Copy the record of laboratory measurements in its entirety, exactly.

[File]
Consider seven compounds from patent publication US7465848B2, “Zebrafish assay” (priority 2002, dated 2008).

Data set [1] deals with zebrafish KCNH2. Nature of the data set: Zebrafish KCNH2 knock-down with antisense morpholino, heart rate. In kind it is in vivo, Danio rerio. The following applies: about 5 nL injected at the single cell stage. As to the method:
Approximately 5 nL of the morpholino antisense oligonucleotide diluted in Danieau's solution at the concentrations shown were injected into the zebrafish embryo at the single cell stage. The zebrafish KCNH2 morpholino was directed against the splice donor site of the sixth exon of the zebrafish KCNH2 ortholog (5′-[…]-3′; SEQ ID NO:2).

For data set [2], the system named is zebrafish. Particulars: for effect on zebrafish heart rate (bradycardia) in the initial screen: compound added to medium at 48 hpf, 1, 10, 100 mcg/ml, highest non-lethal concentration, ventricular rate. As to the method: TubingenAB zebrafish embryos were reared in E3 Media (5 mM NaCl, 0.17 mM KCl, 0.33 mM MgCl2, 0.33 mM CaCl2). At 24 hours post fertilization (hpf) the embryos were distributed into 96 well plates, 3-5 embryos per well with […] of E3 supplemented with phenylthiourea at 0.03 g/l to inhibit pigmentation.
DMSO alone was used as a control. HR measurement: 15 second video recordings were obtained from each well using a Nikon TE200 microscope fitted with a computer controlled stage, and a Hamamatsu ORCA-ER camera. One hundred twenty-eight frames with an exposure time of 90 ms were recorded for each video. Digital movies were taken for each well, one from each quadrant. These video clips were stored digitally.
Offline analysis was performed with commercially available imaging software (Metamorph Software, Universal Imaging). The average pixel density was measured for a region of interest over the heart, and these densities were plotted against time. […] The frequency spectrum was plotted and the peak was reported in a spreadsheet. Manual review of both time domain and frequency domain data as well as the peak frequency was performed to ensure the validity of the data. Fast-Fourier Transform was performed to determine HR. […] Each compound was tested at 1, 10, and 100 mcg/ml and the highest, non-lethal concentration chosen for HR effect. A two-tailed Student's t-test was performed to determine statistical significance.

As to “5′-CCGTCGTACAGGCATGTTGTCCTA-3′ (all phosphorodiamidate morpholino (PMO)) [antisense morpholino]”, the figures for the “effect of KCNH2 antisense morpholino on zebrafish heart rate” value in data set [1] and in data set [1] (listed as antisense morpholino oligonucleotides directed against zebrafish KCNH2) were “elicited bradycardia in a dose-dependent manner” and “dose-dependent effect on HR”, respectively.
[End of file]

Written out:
Consider seven compounds from patent publication US7465848B2, “Zebrafish assay” (priority 2002, dated 2008).

Data set [1] deals with zebrafish KCNH2. Nature of the data set: Zebrafish KCNH2 knock-down with antisense morpholino, heart rate. In kind it is in vivo, Danio rerio. The following applies: about 5 nL injected at the single cell stage. As to the method:
Approximately 5 nL of the morpholino antisense oligonucleotide diluted in Danieau's solution at the concentrations shown were injected into the zebrafish embryo at the single cell stage. The zebrafish KCNH2 morpholino was directed against the splice donor site of the sixth exon of the zebrafish KCNH2 ortholog (5′-[…]-3′; SEQ ID NO:2).

For data set [2], the system named is zebrafish. Particulars: for effect on zebrafish heart rate (bradycardia) in the initial screen: compound added to medium at 48 hpf, 1, 10, 100 mcg/ml, highest non-lethal concentration, ventricular rate. As to the method: TubingenAB zebrafish embryos were reared in E3 Media (5 mM NaCl, 0.17 mM KCl, 0.33 mM MgCl2, 0.33 mM CaCl2). At 24 hours post fertilization (hpf) the embryos were distributed into 96 well plates, 3-5 embryos per well with […] of E3 supplemented with phenylthiourea at 0.03 g/l to inhibit pigmentation.
DMSO alone was used as a control. HR measurement: 15 second video recordings were obtained from each well using a Nikon TE200 microscope fitted with a computer controlled stage, and a Hamamatsu ORCA-ER camera. One hundred twenty-eight frames with an exposure time of 90 ms were recorded for each video. Digital movies were taken for each well, one from each quadrant. These video clips were stored digitally.
Offline analysis was performed with commercially available imaging software (Metamorph Software, Universal Imaging). The average pixel density was measured for a region of interest over the heart, and these densities were plotted against time. […] The frequency spectrum was plotted and the peak was reported in a spreadsheet. Manual review of both time domain and frequency domain data as well as the peak frequency was performed to ensure the validity of the data. Fast-Fourier Transform was performed to determine HR. […] Each compound was tested at 1, 10, and 100 mcg/ml and the highest, non-lethal concentration chosen for HR effect. A two-tailed Student's t-test was performed to determine statistical significance.

As to “5′-CCGTCGTACAGGCATGTTGTCCTA-3′ (all phosphorodiamidate morpholino (PMO)) [antisense morpholino]”, the figures for the “effect of KCNH2 antisense morpholino on zebrafish heart rate” value in data set [1] and in data set [1] (listed as antisense morpholino oligonucleotides directed against zebrafish KCNH2) were “elicited bradycardia in a dose-dependent manner” and “dose-dependent effect on HR”, respectively.